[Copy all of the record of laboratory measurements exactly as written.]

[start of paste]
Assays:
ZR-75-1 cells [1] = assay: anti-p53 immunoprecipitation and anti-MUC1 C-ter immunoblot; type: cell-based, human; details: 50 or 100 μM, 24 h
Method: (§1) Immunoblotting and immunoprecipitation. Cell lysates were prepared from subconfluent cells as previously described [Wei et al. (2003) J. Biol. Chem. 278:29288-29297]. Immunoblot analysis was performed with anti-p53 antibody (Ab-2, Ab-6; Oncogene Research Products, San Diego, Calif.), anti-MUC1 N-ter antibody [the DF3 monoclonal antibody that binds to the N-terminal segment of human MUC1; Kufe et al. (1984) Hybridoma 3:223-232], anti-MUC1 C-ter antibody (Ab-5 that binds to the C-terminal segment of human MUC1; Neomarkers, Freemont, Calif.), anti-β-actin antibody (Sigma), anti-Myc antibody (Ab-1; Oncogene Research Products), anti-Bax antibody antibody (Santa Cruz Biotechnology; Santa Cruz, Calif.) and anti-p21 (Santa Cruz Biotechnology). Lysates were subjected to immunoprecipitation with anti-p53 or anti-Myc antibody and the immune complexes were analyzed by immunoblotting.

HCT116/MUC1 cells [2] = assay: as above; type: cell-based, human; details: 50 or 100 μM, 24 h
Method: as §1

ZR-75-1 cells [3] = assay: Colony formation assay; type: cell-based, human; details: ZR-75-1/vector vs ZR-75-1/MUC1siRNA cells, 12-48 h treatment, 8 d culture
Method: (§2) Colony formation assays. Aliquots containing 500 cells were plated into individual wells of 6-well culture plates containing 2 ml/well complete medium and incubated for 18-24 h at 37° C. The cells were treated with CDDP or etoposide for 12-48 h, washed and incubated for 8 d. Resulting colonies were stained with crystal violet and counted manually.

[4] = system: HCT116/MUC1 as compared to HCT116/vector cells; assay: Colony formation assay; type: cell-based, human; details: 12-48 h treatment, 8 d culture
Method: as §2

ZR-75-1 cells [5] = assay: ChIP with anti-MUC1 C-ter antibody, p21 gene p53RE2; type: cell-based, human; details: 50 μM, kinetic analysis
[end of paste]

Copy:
Assays:
ZR-75-1 cells [1] = assay: anti-p53 immunoprecipitation and anti-MUC1 C-ter immunoblot; type: cell-based, human; details: 50 or 100 μM, 24 h
Method: (§1) Immunoblotting and immunoprecipitation. Cell lysates were prepared from subconfluent cells as previously described [Wei et al. (2003) J. Biol. Chem. 278:29288-29297]. Immunoblot analysis was performed with anti-p53 antibody (Ab-2, Ab-6; Oncogene Research Products, San Diego, Calif.), anti-MUC1 N-ter antibody [the DF3 monoclonal antibody that binds to the N-terminal segment of human MUC1; Kufe et al. (1984) Hybridoma 3:223-232], anti-MUC1 C-ter antibody (Ab-5 that binds to the C-terminal segment of human MUC1; Neomarkers, Freemont, Calif.), anti-β-actin antibody (Sigma), anti-Myc antibody (Ab-1; Oncogene Research Products), anti-Bax antibody antibody (Santa Cruz Biotechnology; Santa Cruz, Calif.) and anti-p21 (Santa Cruz Biotechnology). Lysates were subjected to immunoprecipitation with anti-p53 or anti-Myc antibody and the immune complexes were analyzed by immunoblotting.

HCT116/MUC1 cells [2] = assay: as above; type: cell-based, human; details: 50 or 100 μM, 24 h
Method: as §1

ZR-75-1 cells [3] = assay: Colony formation assay; type: cell-based, human; details: ZR-75-1/vector vs ZR-75-1/MUC1siRNA cells, 12-48 h treatment, 8 d culture
Method: (§2) Colony formation assays. Aliquots containing 500 cells were plated into individual wells of 6-well culture plates containing 2 ml/well complete medium and incubated for 18-24 h at 37° C. The cells were treated with CDDP or etoposide for 12-48 h, washed and incubated for 8 d. Resulting colonies were stained with crystal violet and counted manually.

[4] = system: HCT116/MUC1 as compared to HCT116/vector cells; assay: Colony formation assay; type: cell-based, human; details: 12-48 h treatment, 8 d culture
Method: as §2

ZR-75-1 cells [5] = assay: ChIP with anti-MUC1 C-ter antibody, p21 gene p53RE2; type: cell-based, human; details: 50 μM, kinetic analysis